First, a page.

During the break, the gamer trio manages to reveal the game’s secret boss, a hidden enemy with enough power to destroy anything in its path.
Pursued by other gamers who want to be the first to beat this boss, George and Katie race to level up, and, in so doing, restore decency and sexual activity to their personal galaxy…
MY THOUGHTS: 3 OUT OF 5 FLEURS DE LIS
As a female who plays video games (I hate the term “girl gamer”), I should be offended by a lot of the things that happen in this book; after all, a girl uses her cleavage to her advantage in the very first chapter. While I definitely hated all the ridiculous stereotypes this book is filled with, I have to admit that this book did have an original twist on boy meets girl and romance.
First off, let me say if you aren’t what some would call a nerd, you will not understand this book, much less enjoy it. There are references to nerd culture, video games, movies, books, and the like in practically every line. I would call myself a geek, and there were some parts even I didn’t understand. This is one thing that massively bothered me, actually: every single character in this book has snarky, geeky comments to make, which are basically the only things that come out of their mouths. The main characters sounded more like 12 and 13 year olds with all the raunchy insults they were throwing around, and that is not good because they are supposed to be in college.
Let’s talk a little about our main characters. Katie, George, and Lanyon are home during their respective semester breaks. Katie is a loner who would rather spend her time leveling up than dressing up. George and Lanyon are lifelong best friends who probably (definitely) spend way too much time together, to the chagrin of both their love lives. All three of these people are at the game store waiting on the midnight release of the hottest new MMORPG. When Katie and George both grab for the last copy of the game, it’s not exactly a love at first sight moment. But as they spend more time together both in the real world and the online gaming one, sparks slowly start to fly and they begin dating–even if Lanyon is tagging along for every one.
As I said, this book is chock full of gamer stereotypes, so many so that I have to wonder if the authors are even gamers themselves. The characters in this novel subsist on Mountain Dew, Snickers, and Denny’s, and regularly stay up for more than 24 hours at a time in front of their consoles. Not only does this sound more like the behavior of teenagers than college students, but I feel like these kids’ parents would not be letting them get away with these kinds of things during their time at home and the holiday season. Maybe I’m just a pragmatist since I’m a parent myself.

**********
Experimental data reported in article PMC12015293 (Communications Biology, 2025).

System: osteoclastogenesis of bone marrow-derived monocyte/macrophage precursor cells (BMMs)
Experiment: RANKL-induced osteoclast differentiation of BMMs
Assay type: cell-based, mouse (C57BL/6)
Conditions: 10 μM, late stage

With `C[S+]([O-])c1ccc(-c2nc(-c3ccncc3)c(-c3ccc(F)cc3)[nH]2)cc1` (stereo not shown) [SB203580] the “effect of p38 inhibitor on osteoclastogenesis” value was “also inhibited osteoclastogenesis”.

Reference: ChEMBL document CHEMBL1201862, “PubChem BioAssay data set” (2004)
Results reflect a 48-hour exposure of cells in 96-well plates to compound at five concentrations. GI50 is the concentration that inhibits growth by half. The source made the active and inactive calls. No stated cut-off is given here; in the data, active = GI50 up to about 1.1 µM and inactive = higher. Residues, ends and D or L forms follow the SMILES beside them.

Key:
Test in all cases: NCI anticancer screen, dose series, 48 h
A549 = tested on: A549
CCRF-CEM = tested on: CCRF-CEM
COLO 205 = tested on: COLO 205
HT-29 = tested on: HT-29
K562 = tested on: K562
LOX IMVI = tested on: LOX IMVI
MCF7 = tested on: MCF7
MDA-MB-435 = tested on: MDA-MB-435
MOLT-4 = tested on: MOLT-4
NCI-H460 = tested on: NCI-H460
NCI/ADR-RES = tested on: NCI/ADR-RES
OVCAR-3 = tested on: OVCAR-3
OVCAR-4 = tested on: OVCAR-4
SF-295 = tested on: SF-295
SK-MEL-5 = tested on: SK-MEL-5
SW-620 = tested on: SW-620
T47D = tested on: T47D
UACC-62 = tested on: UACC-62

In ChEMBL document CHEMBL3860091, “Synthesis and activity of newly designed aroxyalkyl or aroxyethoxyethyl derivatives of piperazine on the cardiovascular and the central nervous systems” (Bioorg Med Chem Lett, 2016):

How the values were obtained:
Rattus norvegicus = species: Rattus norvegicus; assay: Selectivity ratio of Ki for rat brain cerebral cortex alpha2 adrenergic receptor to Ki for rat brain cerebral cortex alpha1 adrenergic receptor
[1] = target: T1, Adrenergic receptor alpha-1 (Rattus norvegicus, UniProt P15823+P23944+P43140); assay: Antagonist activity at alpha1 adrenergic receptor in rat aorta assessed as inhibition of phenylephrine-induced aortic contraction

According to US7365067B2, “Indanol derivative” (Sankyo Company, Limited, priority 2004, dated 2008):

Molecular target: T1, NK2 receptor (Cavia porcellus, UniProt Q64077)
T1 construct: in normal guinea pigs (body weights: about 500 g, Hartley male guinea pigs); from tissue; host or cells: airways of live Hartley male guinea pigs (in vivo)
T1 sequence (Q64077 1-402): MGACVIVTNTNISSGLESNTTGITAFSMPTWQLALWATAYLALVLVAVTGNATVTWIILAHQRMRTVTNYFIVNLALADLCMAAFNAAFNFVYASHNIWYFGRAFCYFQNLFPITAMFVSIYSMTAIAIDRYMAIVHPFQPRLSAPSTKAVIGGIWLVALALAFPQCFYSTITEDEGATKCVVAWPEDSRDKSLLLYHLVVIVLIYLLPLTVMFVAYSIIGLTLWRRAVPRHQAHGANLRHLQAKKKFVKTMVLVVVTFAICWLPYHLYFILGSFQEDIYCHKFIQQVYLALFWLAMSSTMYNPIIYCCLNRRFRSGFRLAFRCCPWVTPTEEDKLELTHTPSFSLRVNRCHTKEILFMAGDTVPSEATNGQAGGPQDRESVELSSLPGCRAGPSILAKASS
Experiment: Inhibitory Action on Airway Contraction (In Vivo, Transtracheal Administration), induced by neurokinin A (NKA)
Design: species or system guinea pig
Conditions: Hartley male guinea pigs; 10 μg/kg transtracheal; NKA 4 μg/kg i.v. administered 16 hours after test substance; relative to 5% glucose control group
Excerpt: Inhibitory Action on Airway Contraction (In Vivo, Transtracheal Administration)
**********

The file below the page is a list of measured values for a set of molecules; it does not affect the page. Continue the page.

The best thing about the book is that Katie and George’s courtship was so sweet and unique. They both really have no romantic backgrounds and no idea how to let one another know how they really feel. But, they try their best, and with the help (and hindrance) of their friends they come together without the ton of drama that YA and NA romances usually have.
I think this may be best suited for an audience a bit younger than me, though I’m glad I had the chance to read a refreshing romance for a change.
About the Authors
Sarah Daltry writes about the regular people who populate our lives. She’s written works in various genres – romance, erotica, fantasy, horror. Genre isn’t as important as telling a story about people and how their lives unfold. Sarah tends to focus on YA/NA characters but she’s been known to shake it up. Most of her stories are about relationships – romantic, familial, friendly – because love and empathy are the foundation of life. It doesn’t matter if the story is set in contemporary NY, historical Britain, or a fantasy world in the future – human beings are most interesting in the ways they interact with others. This is the principle behind all of Sarah’s stories.
Sarah has spent most of her life in school, from her BA and MA in English and writing to teaching both at the high school and college level. She also loves studying art history and really anything because learning is fun.
When Sarah isn’t writing, she tends to waste a lot of time checking Facebook for pictures of cats, shooting virtual zombies, and simply staring out the window.
She has written several books, most notably Bitter Fruits, an urban fantasy in the Eden’s Fall series, and the six-part New Adult contemporary Flowering series. Her most recent release is Primordial Dust, a YA fantasy.
Pete Clark likes writing, animals, potato chips, and cheese. Midnight Riders was his first published novel, although he can also proudly say he finally finished Helix Crashing, the fantasy novel he has been working on for over a decade. In addition, he has written Across the Barren Landscape, a collection of linked Western short stories, and Tales from Midnight’s Graveyard, a collection of non-linked horror, science fiction, and fantasy stories. He also writes plays, both dramatic and comedic.
Pete’s Website: http://punchmyselfintheface.wordpress.com
Pete’s Facebook: http://www.facebook.com/PeteClarkAuthor
Sarah’s Twitter: http://twitter.com/SarahDaltry
Pete’s Twitter: http://twitter.com/PeteClarkBooks
PURCHASE BACKWARD COMPATIBLE
Strange and Ever After
by Susan Dennard
Something Strange and Deadly, Book 3
MY THOUGHTS: 4 OUT OF 5 FLEURS DE LIS
This is one of my favorite series I’ve ever read. It’s also the only steampunk type series I’ve ever read. I originally started the series because of the promise of zombies, but I got into it quickly and discovered the books were about a lot more than just that.